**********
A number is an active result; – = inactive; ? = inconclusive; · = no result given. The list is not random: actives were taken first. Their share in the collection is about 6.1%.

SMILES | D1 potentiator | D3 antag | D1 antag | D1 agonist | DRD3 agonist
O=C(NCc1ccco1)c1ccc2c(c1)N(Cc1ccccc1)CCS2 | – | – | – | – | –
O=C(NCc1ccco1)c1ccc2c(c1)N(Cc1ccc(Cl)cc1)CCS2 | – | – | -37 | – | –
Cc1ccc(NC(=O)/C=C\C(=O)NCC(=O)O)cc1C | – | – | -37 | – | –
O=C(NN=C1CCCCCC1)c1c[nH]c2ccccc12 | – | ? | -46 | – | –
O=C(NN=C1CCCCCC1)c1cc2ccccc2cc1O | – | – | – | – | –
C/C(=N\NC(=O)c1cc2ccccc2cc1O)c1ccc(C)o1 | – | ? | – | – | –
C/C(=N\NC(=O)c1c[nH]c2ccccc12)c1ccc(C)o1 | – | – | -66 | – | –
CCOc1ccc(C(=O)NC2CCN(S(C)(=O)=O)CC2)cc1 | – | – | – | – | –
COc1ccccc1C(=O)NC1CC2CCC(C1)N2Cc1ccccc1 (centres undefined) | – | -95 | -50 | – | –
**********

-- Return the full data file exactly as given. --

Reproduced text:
A number is an active result; – = inactive; ? = inconclusive; · = no result given. The list is not random: actives were taken first. Their share in the collection is about 6.1%.

SMILES | D1 potentiator | D3 antag | D1 antag | D1 agonist | DRD3 agonist
O=C(NCc1ccco1)c1ccc2c(c1)N(Cc1ccccc1)CCS2 | – | – | – | – | –
O=C(NCc1ccco1)c1ccc2c(c1)N(Cc1ccc(Cl)cc1)CCS2 | – | – | -37 | – | –
Cc1ccc(NC(=O)/C=C\C(=O)NCC(=O)O)cc1C | – | – | -37 | – | –
O=C(NN=C1CCCCCC1)c1c[nH]c2ccccc12 | – | ? | -46 | – | –
O=C(NN=C1CCCCCC1)c1cc2ccccc2cc1O | – | – | – | – | –
C/C(=N\NC(=O)c1cc2ccccc2cc1O)c1ccc(C)o1 | – | ? | – | – | –
C/C(=N\NC(=O)c1c[nH]c2ccccc12)c1ccc(C)o1 | – | – | -66 | – | –
CCOc1ccc(C(=O)NC2CCN(S(C)(=O)=O)CC2)cc1 | – | – | – | – | –
COc1ccccc1C(=O)NC1CC2CCC(C1)N2Cc1ccccc1 (centres undefined) | – | -95 | -50 | – | –